Current students and recent graduates from both West Haven and New Haven public schools were at the head of the class Friday.
Governor Ned Lamont and State Education Commissioner Miguel Cardona held a listening session on returning to school with the ones who will walk the halls each day.
“Getting him to know how we feel as the community of students about going back to school and our views and how we want things to go is good,” said Joshua Ofori-Attah, a senior at West Haven High School.
They all sat for an hour discussing some of their concerns. Neishaly Colon is a 2020 graduate of Career High School and has younger siblings in New Haven schools, and lives with grandparents who have cancer.
“We’re going to be wearing masks but what if someone has it and they’re going to be touching stuff, what then?” she asked.
“Track and trace,” Lamont responded. “You have to help us with that. In elementary, that’s easier because if you have a fifth-grade class, they’re going to stay to themselves. So, if somebody gets sick, we know it’s just those 25 kids who’ve been exposed to that person. In high school, it’s a little more difficult but we’re going to do the best we can.”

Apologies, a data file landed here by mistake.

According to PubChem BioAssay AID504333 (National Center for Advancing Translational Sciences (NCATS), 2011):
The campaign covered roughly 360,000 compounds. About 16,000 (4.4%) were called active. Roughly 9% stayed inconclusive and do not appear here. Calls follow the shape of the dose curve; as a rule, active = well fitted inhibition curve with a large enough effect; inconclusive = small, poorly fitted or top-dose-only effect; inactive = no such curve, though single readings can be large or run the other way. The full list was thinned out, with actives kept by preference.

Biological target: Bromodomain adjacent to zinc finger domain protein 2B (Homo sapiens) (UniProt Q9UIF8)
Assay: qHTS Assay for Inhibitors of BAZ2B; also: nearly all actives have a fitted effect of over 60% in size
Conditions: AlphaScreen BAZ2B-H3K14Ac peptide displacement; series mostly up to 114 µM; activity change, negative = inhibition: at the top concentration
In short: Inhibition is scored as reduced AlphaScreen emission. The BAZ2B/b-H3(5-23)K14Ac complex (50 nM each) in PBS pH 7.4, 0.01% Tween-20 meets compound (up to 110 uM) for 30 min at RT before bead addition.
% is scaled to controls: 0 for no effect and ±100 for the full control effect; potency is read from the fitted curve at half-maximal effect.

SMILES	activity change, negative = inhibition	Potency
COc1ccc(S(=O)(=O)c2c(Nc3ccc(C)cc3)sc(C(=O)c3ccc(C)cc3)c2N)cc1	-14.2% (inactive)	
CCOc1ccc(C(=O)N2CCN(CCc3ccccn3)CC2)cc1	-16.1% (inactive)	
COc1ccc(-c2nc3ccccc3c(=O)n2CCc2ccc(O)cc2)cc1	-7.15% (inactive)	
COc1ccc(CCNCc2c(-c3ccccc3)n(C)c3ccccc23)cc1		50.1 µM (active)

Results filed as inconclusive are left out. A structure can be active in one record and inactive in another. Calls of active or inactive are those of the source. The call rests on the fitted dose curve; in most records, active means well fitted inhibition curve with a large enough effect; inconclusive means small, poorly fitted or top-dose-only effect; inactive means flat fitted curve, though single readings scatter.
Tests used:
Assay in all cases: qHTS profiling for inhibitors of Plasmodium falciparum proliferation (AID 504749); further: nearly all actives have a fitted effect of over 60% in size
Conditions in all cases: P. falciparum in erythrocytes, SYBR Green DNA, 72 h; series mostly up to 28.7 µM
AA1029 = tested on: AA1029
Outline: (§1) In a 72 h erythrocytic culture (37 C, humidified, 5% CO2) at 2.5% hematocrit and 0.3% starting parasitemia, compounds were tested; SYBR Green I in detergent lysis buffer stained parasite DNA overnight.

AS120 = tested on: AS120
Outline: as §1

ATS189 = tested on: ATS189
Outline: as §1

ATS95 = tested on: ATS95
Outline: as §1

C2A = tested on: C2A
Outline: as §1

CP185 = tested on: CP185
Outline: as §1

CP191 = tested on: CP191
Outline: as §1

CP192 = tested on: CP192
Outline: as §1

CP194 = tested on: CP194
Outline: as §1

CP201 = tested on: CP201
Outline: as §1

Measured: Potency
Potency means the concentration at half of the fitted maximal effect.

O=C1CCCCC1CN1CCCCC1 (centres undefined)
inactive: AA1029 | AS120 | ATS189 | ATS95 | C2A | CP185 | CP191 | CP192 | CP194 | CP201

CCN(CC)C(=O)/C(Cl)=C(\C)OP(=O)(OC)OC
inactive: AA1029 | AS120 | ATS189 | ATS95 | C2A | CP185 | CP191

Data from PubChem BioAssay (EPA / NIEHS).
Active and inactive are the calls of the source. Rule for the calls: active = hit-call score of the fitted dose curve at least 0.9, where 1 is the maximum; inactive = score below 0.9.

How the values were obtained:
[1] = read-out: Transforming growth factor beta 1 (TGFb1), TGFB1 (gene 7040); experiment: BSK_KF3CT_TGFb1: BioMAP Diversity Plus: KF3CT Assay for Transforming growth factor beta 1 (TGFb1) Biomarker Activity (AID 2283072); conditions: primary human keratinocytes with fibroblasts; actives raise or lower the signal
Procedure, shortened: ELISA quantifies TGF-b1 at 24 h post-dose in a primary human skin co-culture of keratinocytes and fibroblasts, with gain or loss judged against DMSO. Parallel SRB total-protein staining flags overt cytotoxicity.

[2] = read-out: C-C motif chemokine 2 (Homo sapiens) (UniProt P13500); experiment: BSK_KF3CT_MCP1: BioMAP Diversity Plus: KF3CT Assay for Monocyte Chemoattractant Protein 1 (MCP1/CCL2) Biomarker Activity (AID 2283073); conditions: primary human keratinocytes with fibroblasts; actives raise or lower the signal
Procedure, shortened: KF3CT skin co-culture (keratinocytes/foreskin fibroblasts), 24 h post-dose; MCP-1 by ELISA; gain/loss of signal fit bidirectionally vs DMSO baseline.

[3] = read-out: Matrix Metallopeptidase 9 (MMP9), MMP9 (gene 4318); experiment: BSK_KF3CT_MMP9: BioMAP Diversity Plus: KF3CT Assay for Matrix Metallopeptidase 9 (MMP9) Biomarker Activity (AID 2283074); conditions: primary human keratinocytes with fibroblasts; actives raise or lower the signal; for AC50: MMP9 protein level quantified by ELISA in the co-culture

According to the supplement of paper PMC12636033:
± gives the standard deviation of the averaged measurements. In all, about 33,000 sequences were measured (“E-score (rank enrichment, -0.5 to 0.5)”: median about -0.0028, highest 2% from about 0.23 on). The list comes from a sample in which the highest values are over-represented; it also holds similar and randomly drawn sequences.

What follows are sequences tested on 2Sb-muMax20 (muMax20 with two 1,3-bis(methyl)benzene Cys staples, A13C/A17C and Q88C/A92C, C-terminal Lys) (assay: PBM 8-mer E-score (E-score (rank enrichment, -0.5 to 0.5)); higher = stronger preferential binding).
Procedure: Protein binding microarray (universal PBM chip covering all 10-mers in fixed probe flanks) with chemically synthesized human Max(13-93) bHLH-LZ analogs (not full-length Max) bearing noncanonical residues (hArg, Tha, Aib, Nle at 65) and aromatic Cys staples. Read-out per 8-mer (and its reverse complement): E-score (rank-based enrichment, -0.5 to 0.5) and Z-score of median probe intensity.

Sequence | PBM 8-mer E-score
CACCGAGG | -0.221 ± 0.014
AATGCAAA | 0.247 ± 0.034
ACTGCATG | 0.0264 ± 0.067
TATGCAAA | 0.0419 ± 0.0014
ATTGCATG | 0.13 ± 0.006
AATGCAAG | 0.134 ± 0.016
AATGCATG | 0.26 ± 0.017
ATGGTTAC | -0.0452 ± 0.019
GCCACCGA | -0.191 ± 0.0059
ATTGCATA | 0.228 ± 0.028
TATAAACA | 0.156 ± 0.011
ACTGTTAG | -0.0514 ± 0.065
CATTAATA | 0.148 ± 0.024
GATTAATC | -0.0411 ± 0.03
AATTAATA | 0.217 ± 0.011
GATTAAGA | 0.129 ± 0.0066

Cardona added that the governor pushed for the distance learning option that’s supported by the school system, that’s an alternative to homeschooling.
“For those families that have to make that decision, we respect that, and we don’t judge,” said Cardona, who added children can come back to school when they’re ready.
Colon says the at-home option is helpful.
“I’m glad the option is there but I’m kind of more towards like, everyone should just stay home," Colon said.
The governor answered testing questions from college freshmen, saying university students in residence halls need tests, but not in public schools.
“We’re not going to require it for students, let’s say, at the high school here,” said Lamont. “We have a rate that’s less than one percent so it may not be absolutely necessary at this point.”
Lamont and Cardona both said this is a fluid situation and many things could change as we move toward the fall, and much of that decision making will be left to local schools to decide what’s best for their students.